There have been rumors that the twin-city forum between Taipei and Shanghai might be suspended, as Taipei Mayor Ko Wen-je (柯文哲) refuses to stand behind the so-called “1992 consensus,” which is regarded by the Chinese side as the basis for the forum.
Ko insisted that he would not accept the “1992 consensus” — a term former Mainland Affairs Council (MAC) Chairman Su Chi (蘇起) admitted making up in 2000, referring to a tacit understanding between the Chinese Nationalist Party (KMT) and the Chinese government that both sides of the Strait acknowledge that there is “one China,” with each side having its own interpretation of what “China” means.
Unsurprisingly, former president Chen Shui-bian (陳水扁) refused to recognize the existence of a “consensus” during his eight years as president. However, since President Ma Ying-jeou (馬英九) took office in 2008, his government has regarded the “1992 consensus” as the single most important basis of cross-strait exchanges, attributing the peaceful and stable development of ties between Taiwan and China to it, even though, when he was serving as MAC vice chairman in 1992, Ma openly said that the two sides did not reach any consensus, especially noting that there was no agreement between Taiwan and China on the issue of “one China” at all.
Since before Ko was elected, he has denied the “1992 consensus,” leading Shanghai Mayor Yang Xiong (楊雄) to call for continuous exchanges between the two cities based on the “1992 consensus.” In addition, when Ko suggested expanding the twin-city forum to involve more cities, the Shanghai Taiwan Affairs Office responded that it needed to further communicate with Taipei, leading to speculation that the annual forum, first founded in 2007, might be suspended if Ko refused to recognize the “1992 consensus.”
If the twin-city forum is to be halted because of this, so be it.
Of course it is a good thing to have a platform to enhance exchanges between the two cities, but if it has to be done under the condition that the capital give up recognizing Taiwan as a sovereign nation — and turn it into a forum between two domestic cities — then it is not worth it.
Some people might say it is practical to put political issues aside, as it is important to have exchanges for the good of both sides. Yes, that is true, but is the twin-city forum so crucial for actual exchanges between the two sides? Perhaps not — it is probably more symbolic than anything else, unable to produce real results.
Former Taipei mayor Hau Lung-bin (郝龍斌) pointed to direct flights between Taipei and Shanghai as an important example of what can be achieved at the forum — but the truth is, there would have been direct flights between the two cities sooner or later without it. In fact, every major issue between the two cities has to go through higher authorities anyway and smaller issues, such as cultural exchanges, could be — and often are — achieved through the private sector.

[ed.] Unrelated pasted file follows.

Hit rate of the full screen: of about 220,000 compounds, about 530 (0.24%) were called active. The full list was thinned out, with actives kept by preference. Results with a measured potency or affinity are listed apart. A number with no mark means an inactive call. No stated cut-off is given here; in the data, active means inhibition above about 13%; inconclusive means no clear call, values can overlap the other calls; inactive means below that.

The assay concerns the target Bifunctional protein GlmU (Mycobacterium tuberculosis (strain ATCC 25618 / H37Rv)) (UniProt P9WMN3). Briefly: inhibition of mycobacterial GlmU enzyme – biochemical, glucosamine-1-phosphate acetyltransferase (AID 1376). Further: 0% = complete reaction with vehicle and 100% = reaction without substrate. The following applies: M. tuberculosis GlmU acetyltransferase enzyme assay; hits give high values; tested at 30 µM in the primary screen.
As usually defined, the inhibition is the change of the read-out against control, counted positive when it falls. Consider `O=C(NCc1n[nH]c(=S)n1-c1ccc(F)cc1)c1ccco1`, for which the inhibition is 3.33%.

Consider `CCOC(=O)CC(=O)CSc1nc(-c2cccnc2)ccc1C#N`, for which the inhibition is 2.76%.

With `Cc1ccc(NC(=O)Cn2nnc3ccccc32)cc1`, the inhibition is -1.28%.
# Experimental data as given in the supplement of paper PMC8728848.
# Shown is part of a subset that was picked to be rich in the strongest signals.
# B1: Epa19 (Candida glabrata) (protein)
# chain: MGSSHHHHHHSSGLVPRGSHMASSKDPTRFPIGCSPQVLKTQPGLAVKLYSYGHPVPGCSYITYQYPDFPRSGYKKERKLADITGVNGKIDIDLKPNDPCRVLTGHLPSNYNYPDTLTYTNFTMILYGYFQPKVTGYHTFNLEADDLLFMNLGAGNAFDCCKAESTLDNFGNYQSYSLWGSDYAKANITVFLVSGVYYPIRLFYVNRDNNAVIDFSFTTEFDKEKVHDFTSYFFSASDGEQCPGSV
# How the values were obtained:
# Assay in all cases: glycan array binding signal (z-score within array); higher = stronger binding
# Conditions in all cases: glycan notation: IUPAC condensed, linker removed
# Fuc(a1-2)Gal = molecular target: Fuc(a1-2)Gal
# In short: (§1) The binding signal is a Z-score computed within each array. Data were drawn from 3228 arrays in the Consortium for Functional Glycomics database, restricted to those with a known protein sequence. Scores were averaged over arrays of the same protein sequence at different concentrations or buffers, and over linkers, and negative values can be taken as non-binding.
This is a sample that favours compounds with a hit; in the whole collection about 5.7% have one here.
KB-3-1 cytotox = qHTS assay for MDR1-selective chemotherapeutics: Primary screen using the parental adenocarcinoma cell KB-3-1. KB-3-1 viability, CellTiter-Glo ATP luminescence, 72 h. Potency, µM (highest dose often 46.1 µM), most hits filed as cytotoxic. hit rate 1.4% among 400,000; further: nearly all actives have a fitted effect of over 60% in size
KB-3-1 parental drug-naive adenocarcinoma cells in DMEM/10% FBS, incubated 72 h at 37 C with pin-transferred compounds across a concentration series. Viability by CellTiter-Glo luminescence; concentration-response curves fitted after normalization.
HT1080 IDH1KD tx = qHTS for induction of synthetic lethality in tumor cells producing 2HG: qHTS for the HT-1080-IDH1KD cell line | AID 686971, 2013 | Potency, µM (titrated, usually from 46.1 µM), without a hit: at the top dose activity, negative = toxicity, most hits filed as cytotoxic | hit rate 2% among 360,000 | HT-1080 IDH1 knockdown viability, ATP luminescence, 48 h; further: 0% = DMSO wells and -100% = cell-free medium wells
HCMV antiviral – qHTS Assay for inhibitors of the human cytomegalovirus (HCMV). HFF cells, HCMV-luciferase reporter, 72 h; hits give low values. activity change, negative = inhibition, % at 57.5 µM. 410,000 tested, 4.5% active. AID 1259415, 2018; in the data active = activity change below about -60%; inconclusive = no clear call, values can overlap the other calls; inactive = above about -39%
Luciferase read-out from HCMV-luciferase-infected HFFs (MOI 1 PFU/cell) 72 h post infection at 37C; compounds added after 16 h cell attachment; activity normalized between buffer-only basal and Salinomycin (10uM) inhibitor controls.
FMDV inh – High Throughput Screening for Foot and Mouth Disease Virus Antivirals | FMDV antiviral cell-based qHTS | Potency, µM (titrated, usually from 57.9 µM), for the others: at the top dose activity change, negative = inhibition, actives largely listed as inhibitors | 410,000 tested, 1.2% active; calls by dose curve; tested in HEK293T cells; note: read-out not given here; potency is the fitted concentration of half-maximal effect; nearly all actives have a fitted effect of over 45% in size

Thus, the twin-city forum is more symbolic than truly effective, and it is not worth sacrificing elements of national sovereignty over it.
With a new White House document in May — the “Strategic Approach to the People’s Republic of China” — the administration of US President Donald Trump has firmly set its hyper-competitive line to tackle geoeconomic and geostrategic rivalry, followed by several reinforcing speeches by Trump and other Cabinet-level officials. By identifying China as a near-equal rival, the strategy resonates well with the bipartisan consensus on China in today’s severely divided US. In the face of China’s rapidly growing aggression, the move is long overdue, yet relevant for the maintenance of the international “status quo.” The strategy seems to herald a new
To say that this year has been eventful for China and the rest of the world would be something of an understatement. First, the US-China trade dispute, already simmering for two years, reached a boiling point as Washington tightened the noose around China’s economy. Second, China unleashed the COVID-19 pandemic on the world, wreaking havoc on an unimaginable scale and turning the People’s Republic of China into a common target of international scorn. Faced with a mounting crisis at home, Chinese President Xi Jinping (習近平) rashly decided to ratchet up military tensions with neighboring countries in a misguided attempt to divert the
Toward the end of former president Ma Ying-jeou’s (馬英九) final term in office, there was much talk about his legacy. Ma himself would likely prefer history books to enshrine his achievements in reducing cross-strait tensions. He might see his meeting with Chinese President Xi Jinping (習近平) in Singapore in 2015 as the high point. However, given his statements in the past few months, he might be remembered more for contributing to the breakup of the Chinese Nationalist Party (KMT). We are still talking about Ma and his legacy because it is inextricably tied to the so-called “1992 consensus” as the bedrock of his
The Chinese Nationalist Party (KMT) on Sept. 6 finished its annual national congress. However, if Taiwan wants to have a viable opposition party in its democracy, the results were far from satisfying. The KMT again seems to be caught in a time loop, like that one in the 1993 film Groundhog Day. Yet, unlike the protagonist in that film, the KMT seems unable to learn from past experience and change for the better. Instead, it remains locked in its never-ending cycle of repeating the past. To borrow from a different artistic genre, the KMT echoes Pete Seeger’s song Where Have All